Real Estate News

Shopping for a GTA condo or townhouse? Over half the market isn’t in your favour

After more than a few frothy years, the GTA real estate market is cooling. That's not bad news for sellers as there are still plenty of regions with elevated demand and limited supply when it comes to condos and townhouses
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Condos and townhouses certainly got their fair share of activity in 2018. Once the go-to property type for empty-nesters and first-time buyers, condos and townhouses have now entered into the mainstream with more and more families (or those looking to grow a family) examining condos and townhouses as a more affordable urban alternative.

No wonder, then, certain market regions are still very much in seller’s territory when it comes to condos and townhouses.

According to recent statistics released by the Toronto Real Estate Board (TREB), just over half (54%) of Metro Toronto is still a seller’s market for condominiums and townhouses, while only 11% of the city’s 35 neighbourhood areas are in a buyer’s market.

In the Greater Toronto Area, only 50% of real estate markets east of Metro Toronto are now balanced, with Ajax and Whitby remaining as sellers’ markets when it comes to condos and townhouses. West of Metro Toronto is about the same, with Mississauga, Halton Hills and Milton reporting steady sales activity going into September 2018.

For buyers, the bright spot is the market north of Metro Toronto. Turns out sales activity in some of the hottest real estate markets, such as Vaughan, Richmond Hill and Aurora, has cooled and these areas are now in a buyer’s market. Other hot spots, such as Newmarket, Markham and Unionville also show cooling sales activity, but demand for condos and townhouses in these areas keep these regions in balanced markets.

The GTA Housing Market Report for September 2018 Condos & Townhouses

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Why use active listings versus new listings?

There are really good reasons for examining the competitiveness of the GTA real estate market using the sales-to-listings ratio.

First, this ratio provides a fairly good assessment of where a current area is when it comes to supply and demand. Also, because the ratio doesn’t strip out stale listings — properties that are just sitting on the market and not selling — this ratio doesn’t sugar coat the activity in a particular market.  In this way, we get a more realistic and comprehensive view of how a particular region is fairing when it comes to market absorption. It’s also why the sales-to-active-listings ratio is also known as the Market Absorption Rate (MAR).

To calculate the sales-to-active-listings ratio (or MAR), take the total number of sales at the end of a given time period (in this case, a calendar month) and divide it by the total number of active listings available during the same time period. Using Metro Toronto’s numbers at the start of September, as an example:

1,564 sales / 2,650 active listings = 59.02%

The higher the ratio, the more demand for property in those areas and the more opportunity a seller has to list high. A lower ratio indicates slower sales and the potential for falling house prices. A balanced market is when the supply of housing meets the demand from potential buyers. In a balanced market, sellers usually accept reasonable, close-to-list-price offers; homes typically stay on the market for close to the average number of days and prices remain fairly stable within the region.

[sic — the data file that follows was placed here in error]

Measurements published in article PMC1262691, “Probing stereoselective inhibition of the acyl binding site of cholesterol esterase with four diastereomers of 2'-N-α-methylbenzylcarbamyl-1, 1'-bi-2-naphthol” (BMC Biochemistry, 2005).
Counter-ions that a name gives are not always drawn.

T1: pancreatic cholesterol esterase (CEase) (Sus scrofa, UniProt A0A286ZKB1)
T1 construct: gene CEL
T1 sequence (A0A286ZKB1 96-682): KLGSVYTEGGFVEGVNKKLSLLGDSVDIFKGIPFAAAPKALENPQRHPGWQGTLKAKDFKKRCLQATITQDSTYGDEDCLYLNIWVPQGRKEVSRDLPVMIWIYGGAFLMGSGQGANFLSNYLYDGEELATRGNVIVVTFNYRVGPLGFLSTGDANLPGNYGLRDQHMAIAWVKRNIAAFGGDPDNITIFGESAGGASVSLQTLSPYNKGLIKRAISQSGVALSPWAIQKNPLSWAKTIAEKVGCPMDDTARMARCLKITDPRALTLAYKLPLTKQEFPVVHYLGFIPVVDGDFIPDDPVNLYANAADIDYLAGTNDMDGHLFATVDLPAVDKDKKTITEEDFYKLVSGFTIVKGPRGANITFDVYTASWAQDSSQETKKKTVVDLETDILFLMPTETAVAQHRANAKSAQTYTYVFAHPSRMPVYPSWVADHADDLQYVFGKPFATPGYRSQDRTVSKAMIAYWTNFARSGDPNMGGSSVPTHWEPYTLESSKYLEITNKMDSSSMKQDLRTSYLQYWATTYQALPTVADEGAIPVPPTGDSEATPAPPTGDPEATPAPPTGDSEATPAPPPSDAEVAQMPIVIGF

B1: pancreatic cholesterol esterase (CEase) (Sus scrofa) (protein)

According to the TREB and the Realtors’ Association of Hamilton-Burlington, a ratio between 35% and 55% indicates a balanced market. Ratios above 55% indicate a seller’s market, while ratios below 35% indicate a buyer’s market.

Key takeaway: North and East of Metro TO good markets for condo & townhouse shoppers

Like it or not, but more than half of Metro Toronto isn’t favourable to condo and townhouse buyers. As a result, if you want to avoid bidding wars or inflated prices, buyers will need to shop competitively in Metro Toronto or look to the north or east for less frothy markets.

Where to Buy in in 2018: Greater Toronto Condos

Where to Buy in in 2018: Greater Toronto Townhouses

For a few good bets, consider the following (ranked based on market absorption ratio):

10 of the Top Areas in the GTA that Favour Buyers

  1. E06 (Oakridge, Birchcliff – Cliffside)
  2. Aurora
  3. Vaughan
  4. Simcoe Region
  5. C09 (Rosedale – Moore Park)
  6. York Region
  7. Richmond Hill
  8. C06 (Clanton Park, Bathurst Manor)
  9. E03 (Playter Estates – Danforth, Broadview North, Danforth Village – East York, East York, O’Connor – Parkview, Woodbine – Lumsden, Crescent Town)
  10. W09 (Willowridge – Martingrove – Richview, Humber Heights, Kingsview Village – The Westway)

10 of the Top Areas in the GTA that Favour Sellers

  1. Whitby
  2. W02 (High Park North, Lambton Baby Point, Runnymede – Bloor West Village, Junction Area, Dovercourt – Wallace Emerson – Junction)
  3. Milton
  4. E10 (Highland Creek, West Hill, Centennial Scarborough, Rough E10)
  5. C12 (St. Andrews – Windfeilds, Bridle Path – Sunnybrook – York Mills)
  6. W01 (High Park – Swansea, Roncesvalles, South Parkdale)
  7. W10 (West Humber – Clairville, Rexdale – Kipling, Elms – Old Rexdale, Thistletown, Mount Olive – Silverstone – Jamestown)
  8. Dufferin Region
  9. E01 (North & South Riverdale, Blake – Jones, Greenwood – Coxwell)
  10. W05 (Humber Summit, Humbermede, Humberlea – Pelmo Park W5, Downsview – Roding CFB, Glenfield – Jane Heights, Black Creek, York University Heights)

38% of Metro Toronto stubbornly stays in a seller’s market for single-family houses

Romana King
Romana King

Romana is an award-winning personal finance writer with an expertise in real estate. She is obsessed with the property marketplace and is the current Director of Content at Zolo.